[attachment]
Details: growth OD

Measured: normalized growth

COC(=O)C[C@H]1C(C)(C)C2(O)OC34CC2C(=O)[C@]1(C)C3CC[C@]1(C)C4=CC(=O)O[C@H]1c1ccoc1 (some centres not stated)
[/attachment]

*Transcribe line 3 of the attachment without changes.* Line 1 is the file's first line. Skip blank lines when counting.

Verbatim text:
COC(=O)C[C@H]1C(C)(C)C2(O)OC34CC2C(=O)[C@]1(C)C3CC[C@]1(C)C4=CC(=O)O[C@H]1c1ccoc1 (some centres not stated)